Meeting and Email Guidelines for Remote Work
The COVID-19 pandemic has changed the way we work. Here are some best practices to help with managing remote work.
The COVID-19 pandemic has changed the way we work and video meetings are part of our daily routine. Although we’ve (mostly) adjusted to holding meetings this way, frequent and back-to-back meetings can create mental and physical stress when we don’t have time for short breaks between meetings.
Below are some guidelines and best practices to help with managing remote and in the office work. These are guidelines, not rules, as we know that operational needs will vary. The goal is to establish guidelines that will help promote the health of all DASA faculty and staff.
General guidelines for scheduling virtual business meetings:
- Video meetings should typically be scheduled for 50 minutes (traditionally 1-hour meeting) or 25 minutes (traditionally ½-hour meeting) to allow some preparation and break time between meetings. When longer video meetings are needed, follow the same principle and end the meeting at a time that allows for a short break.
- When possible, video meetings should not be scheduled during the lunch hour (noon to 1:00 pm).
- While normal business hours should be maintained, limit scheduling video meetings before 9:00 am, after 4:00 pm, and on Friday afternoons when possible.
Best practices for virtual meetings:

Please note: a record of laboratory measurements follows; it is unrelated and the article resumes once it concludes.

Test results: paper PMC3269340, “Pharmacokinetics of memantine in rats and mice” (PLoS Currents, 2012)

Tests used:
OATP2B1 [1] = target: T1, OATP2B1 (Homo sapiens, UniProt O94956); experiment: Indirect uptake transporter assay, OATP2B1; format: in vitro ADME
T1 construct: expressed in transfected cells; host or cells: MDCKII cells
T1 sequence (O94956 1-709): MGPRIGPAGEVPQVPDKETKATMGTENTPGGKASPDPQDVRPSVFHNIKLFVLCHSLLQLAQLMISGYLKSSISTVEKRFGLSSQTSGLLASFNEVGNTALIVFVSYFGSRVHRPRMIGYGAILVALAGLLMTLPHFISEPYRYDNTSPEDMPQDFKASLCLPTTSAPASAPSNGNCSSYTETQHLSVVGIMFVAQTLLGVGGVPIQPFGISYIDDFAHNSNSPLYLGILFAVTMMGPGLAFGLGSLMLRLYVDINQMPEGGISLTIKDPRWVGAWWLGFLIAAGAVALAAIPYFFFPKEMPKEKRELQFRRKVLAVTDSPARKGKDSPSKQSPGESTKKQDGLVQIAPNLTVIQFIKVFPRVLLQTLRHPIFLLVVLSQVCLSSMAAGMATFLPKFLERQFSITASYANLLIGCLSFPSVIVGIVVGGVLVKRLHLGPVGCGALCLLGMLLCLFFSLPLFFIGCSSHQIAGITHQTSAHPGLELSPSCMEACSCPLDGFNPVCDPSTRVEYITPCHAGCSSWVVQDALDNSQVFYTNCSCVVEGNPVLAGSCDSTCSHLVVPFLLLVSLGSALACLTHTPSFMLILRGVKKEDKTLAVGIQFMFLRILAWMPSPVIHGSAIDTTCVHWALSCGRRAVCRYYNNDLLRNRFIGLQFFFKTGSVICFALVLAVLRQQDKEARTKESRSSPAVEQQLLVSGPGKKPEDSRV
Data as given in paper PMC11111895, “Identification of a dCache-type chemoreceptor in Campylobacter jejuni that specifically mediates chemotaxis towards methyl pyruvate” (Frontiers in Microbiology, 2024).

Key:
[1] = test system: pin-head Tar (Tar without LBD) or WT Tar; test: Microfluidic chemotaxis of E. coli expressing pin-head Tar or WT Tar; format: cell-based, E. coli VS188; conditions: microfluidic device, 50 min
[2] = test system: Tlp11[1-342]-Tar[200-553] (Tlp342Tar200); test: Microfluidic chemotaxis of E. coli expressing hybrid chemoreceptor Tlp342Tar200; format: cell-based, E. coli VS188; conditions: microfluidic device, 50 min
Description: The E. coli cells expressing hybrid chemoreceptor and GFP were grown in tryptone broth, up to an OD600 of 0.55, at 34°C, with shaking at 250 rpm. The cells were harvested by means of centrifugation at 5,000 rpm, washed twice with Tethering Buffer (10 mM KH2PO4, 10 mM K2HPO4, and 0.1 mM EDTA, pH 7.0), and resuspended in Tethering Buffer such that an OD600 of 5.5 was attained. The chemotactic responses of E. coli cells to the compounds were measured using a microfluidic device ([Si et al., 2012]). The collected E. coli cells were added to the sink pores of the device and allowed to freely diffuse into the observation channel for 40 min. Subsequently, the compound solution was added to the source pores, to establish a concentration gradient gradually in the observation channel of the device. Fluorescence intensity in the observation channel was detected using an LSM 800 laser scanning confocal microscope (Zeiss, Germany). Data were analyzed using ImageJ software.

- Before scheduling a video meeting, consider the best method for the purpose of the information exchange and size of the group involved. To reduce the number of meetings, could an email exchange, chat thread, or phone call accomplish the same goals?
- The meeting organizer should identify a clear purpose and have an agenda for the video meeting, including expectations for camera usage, the chat function, and recording. This will help keep video meetings more focused and efficient. According to MIT Sloan Management Review, the best meeting leaders recognize their role as a steward of others’ time. Online meetings also require higher levels of facilitation than in-person discussions and the meeting organizer must make an active effort to invite contributions from remote attendees.
- In the absence of other guidance, in general cameras should be on during small meetings with participants actively engaged. (Note there may be circumstances when a small meeting participant working remotely will desire to turn their camera off.) In large meetings formatted as presentations, listeners may often have their cameras turned off. In such formats, consider turning your camera on when speaking or asking questions to engage with the presenter(s).
- For video meetings in which you are an active participant, consider minimizing multitasking (like checking your email) as it may distract you from actively listening to and engaging with other speakers in the meeting. The mental workload associated with video meetings is actually higher than in-person meetings.
Time management practices to consider:
- Uninterrupted time during the day (away from email) is helpful to work on critical tasks, eat, and recharge. Block some time on your calendar to work without interruption and consider disconnecting for the lunch hour to eat or participate in some physical activity (e.g., consider going for a walk).
- Limit when you answer your emails primarily to business hours. It is tempting to answer work emails at all hours of the day, but try to limit when you answer emails primarily to business hours to preserve your downtime.
Sources: Purdue University, Inside Higher Ed, and MIT Sloan Management Review.